- Adrian Hong
- New York, NY
- United States
Managing Director, Pegasus Strategies
Is it possible for governments to intervene in human rights and humanitarian crises when there is no direct interest to do so?
Interventions usually involve a nation somehow already tied to the crisis zone - the US in Haiti, for example, by virtue of proximity, or groups that share ethnic, political or religious linkages. Granted, often governments send aid and responders to earthquake zones and other disaster areas, but the level of response is not approaching "intervention."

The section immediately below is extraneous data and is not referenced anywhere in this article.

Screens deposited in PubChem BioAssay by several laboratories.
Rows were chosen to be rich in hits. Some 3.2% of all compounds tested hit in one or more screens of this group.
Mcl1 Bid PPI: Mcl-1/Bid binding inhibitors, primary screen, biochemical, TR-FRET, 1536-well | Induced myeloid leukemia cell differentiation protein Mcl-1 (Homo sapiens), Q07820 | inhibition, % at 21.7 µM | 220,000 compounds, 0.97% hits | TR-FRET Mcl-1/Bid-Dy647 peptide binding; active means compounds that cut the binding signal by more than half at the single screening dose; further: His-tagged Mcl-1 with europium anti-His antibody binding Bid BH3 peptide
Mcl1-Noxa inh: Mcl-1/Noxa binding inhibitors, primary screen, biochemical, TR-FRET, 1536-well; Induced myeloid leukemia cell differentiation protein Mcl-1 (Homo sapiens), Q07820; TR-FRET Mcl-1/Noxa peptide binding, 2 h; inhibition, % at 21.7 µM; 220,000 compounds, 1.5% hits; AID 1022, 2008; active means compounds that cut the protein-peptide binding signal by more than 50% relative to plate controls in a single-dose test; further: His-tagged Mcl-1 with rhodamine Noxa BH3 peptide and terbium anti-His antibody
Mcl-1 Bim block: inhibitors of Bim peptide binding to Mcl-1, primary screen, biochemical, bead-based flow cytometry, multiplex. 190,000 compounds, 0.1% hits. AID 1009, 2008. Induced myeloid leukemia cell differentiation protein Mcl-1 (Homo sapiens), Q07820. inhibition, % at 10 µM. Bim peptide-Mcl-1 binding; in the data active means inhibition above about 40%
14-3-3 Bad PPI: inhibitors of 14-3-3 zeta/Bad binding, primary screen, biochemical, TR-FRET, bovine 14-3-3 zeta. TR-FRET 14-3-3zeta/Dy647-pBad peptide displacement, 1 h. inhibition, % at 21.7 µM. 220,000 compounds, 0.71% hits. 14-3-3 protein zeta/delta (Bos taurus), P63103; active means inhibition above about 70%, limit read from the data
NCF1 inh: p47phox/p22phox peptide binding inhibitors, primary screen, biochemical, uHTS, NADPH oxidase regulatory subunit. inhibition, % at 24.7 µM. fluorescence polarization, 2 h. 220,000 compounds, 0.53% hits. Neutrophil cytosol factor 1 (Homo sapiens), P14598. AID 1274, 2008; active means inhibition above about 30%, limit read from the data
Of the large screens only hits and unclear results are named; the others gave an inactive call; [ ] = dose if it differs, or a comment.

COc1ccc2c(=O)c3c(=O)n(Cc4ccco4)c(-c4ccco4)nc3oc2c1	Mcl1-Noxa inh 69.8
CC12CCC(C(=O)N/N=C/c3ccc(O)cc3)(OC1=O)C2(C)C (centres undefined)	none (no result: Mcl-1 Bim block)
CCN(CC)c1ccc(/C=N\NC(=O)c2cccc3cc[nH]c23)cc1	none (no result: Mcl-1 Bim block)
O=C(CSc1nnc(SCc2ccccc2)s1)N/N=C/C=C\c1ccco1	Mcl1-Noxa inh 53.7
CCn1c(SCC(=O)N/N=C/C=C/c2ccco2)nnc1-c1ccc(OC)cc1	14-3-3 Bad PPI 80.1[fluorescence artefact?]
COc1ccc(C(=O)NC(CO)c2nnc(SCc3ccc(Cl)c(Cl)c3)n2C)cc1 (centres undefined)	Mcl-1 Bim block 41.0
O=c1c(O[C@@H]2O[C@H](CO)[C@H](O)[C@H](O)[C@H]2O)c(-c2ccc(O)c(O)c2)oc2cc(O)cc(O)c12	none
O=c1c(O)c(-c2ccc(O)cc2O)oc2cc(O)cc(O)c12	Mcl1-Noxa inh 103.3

Could there be a circumstance in the future where one nation intervenes in another purely on principle and moral grounds? The interventions of World War I and II were often based on a nation's own security and alliances, and thus, involved some self-interest. What if the second nation does not invite them in - the situation of the Burmese government refusing international aid after Cyclone Nargis, or the North Korean government refusing to allow NGOs to travel freely to areas of greatest need, even when amidst famine costing up to a million lives. And do nations, particularly democracies, have an obligation to subvert dictatorships or totalitarian regimes, regardless of where they're based? Or ought nations simply "live and let live"?